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1982 - 1991 Corvette: Service Bulletin: Damaged ECM/PCM Mis-Diagnosis Due to Incorrect "Tap-Testing" Procedures

Source: Chevrolet Service Bulletin
Bulletin Number: 91-384-6E - (07/24/1991)

CONDITION: Because of the intermittent nature of some Electronic Control Module (ECM) or Powertrain Control Modules (PCM) symptoms, some service technicians have been subjecting the ECM/PCM to vibration and/or shock testing. Commonly known as tap-testing, this procedure involves tapping on the ECM/PCM case, while the engine is running. It is generally accepted that if the engine or ECM/PCM falters due to the tapping, an intermittent internal ECM/PCM defect may be indicated. However, this may not always be true. If too much force is applied to the ECM/PCM during the test the following symptoms may result:

- Immediate ECM/PCM failure. - ECM/PCM suffers damage which may cause a failure at a later date. - ECM/PCM Reset (or Glitch), creating a momentary stall, miss Service Engine Soon (SES) light and/or loss of serial data.

CAUSE: The ECM/PCM should be tapped using only the fingertips of one hand. Use of the palm, fist or any type of tool subjects the ECM/PCM to forces that can cause both the circuit board and the outer aluminum case to flex and distort beyond design limits. The Integrated Circuits (IC) used in today's ECM/PCMs are mounted to the circuit board using a mounting process referred to as "surface technology." There are no circuit board holes for IC leads to go through. The IC leads set on pads, (28 pads or 52 pads depending on the IC) and solder is flowed around the leads to make the electrical connection to the circuit board.

- Any flexing of the circuit board, beyond design limits, places the IC solder connections at risk of damage. Such damage may be apparent immediately, or it may appear at a future date. Circuit board deflection can occur as a result of striking the ECM/PCM, using ONLY THE PALM OF THE HAND.

- If struck on the bottom side (the side opposite the service label), the ECM/PCMs aluminum outer case may deflect inward far enough to contact the electrical leads attached to the circuit board. Once in contact with the case the ECM/PCM electrical components will be shorted directly to ground. Although such shorting certainly has the potential to damage the ECWPCM, it may not be permanent damage, depending on which circuit is involved. However, even if permanent damage is avoided, a short on any of the circuits will cause a disruption of normal ECM/PCM, operation for the instant that the short occurs. This disruption may cause the ECM/PCM to reset (see "reset" above), creating the false impression that it is vibration sensitive or faulty. Reset is the ECM/PCMs normal way of coping with large voltage spikes. An ECM/PCM reset does not indicate that the ECM/PCM is defective or faulty, only that it is being subjected to abnormal conditions.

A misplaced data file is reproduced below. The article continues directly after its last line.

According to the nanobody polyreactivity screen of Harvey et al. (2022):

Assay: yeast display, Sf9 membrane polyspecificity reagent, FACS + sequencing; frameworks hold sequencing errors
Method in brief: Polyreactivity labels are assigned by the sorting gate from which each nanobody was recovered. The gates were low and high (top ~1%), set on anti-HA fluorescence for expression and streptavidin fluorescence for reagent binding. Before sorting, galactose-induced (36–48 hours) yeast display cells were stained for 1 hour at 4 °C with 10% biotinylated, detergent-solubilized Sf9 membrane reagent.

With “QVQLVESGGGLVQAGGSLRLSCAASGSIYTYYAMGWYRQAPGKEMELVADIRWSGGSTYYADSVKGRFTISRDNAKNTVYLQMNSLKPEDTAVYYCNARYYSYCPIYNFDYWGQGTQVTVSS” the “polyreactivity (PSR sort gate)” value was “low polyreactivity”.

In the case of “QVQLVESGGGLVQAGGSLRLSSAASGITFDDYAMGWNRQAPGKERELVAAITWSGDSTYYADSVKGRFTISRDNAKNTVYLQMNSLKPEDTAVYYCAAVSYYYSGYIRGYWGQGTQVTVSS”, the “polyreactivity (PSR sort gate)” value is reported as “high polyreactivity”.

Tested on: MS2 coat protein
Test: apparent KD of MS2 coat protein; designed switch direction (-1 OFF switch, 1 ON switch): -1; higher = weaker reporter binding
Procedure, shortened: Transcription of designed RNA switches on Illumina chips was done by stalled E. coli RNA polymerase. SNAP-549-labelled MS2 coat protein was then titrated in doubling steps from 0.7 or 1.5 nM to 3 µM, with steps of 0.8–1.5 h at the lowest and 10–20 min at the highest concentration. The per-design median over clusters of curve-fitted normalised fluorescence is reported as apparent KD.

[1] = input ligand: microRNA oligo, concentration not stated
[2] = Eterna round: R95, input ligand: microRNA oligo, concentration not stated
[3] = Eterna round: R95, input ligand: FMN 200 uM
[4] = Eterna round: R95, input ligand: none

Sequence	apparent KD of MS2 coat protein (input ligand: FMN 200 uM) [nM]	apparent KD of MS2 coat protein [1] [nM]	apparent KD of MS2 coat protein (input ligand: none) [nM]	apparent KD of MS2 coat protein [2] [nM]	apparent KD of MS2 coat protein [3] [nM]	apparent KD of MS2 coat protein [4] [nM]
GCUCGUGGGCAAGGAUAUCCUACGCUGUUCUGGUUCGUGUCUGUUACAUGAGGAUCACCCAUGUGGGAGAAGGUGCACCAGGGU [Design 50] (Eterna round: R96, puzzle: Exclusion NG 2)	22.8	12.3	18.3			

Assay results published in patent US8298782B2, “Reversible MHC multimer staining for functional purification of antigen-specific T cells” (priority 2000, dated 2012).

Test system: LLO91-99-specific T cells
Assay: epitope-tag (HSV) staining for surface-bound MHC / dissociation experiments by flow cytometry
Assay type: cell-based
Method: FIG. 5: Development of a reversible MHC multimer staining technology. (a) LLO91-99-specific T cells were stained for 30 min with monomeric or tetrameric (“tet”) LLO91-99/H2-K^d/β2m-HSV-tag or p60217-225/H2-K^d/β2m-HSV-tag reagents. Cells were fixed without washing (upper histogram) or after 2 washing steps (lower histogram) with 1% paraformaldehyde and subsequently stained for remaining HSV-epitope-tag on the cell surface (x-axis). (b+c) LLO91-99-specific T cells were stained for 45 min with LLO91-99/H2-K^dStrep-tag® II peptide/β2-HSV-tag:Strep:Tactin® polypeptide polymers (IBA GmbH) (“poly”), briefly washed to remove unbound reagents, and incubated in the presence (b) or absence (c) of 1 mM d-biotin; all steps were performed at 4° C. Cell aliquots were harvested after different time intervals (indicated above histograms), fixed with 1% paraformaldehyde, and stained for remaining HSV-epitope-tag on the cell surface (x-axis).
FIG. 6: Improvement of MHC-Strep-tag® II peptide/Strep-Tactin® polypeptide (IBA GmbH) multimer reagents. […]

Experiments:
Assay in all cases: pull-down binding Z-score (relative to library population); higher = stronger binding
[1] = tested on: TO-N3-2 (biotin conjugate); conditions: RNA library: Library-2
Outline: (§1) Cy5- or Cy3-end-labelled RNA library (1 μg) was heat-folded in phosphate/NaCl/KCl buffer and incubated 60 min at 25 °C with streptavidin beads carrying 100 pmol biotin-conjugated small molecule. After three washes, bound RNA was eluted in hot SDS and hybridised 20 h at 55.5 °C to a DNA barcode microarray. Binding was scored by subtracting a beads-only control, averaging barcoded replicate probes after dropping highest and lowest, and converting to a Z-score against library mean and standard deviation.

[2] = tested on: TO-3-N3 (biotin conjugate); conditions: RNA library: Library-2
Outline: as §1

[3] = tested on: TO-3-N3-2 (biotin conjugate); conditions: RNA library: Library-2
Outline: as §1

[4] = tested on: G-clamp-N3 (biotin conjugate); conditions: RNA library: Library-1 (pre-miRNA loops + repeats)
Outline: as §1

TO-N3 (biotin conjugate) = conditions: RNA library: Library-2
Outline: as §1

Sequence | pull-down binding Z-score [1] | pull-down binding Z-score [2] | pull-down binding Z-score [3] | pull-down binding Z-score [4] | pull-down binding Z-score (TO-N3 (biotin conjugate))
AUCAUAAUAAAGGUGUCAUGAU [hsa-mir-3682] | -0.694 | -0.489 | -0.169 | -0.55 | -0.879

------------ 1. TAP THE ECM/PCM ONLY ON THE TOP SIDE (The top side is where the service label is located.)

- This will minimize the chance of deflecting the ECM/PCM case into the electrical leads on the circuit board. The clearance between the case and the circuit board is closest on the bottom side of the ECM/PCM.


- To avoid excessive case deflection, avoid tapping in the center of the case. Tapping close to the edge of the ECM/PCM, especially in the corners, is best.

- While using greater force may seem more effective, the test itself may cause the ECM/PCM to fail.

General Motors bulletins are intended for use by professional technicians, not a "do-it-yourselfer". They are written to inform those technicians of conditions that may occur on some vehicles, or to provide information that could assist in the proper service of a vehicle. Properly trained technicians have the equipment, tools, safety instructions and know-how to do a job properly and safely. If a condition is described, do not assume that the bulletin applies to your vehicle, or that your vehicle will have that condition. See a General Motors dealer servicing your brand of General Motors vehicle for information on whether your vehicle may benefit from the information.

© Copyright General Motors Corporation. All Rights Reserved

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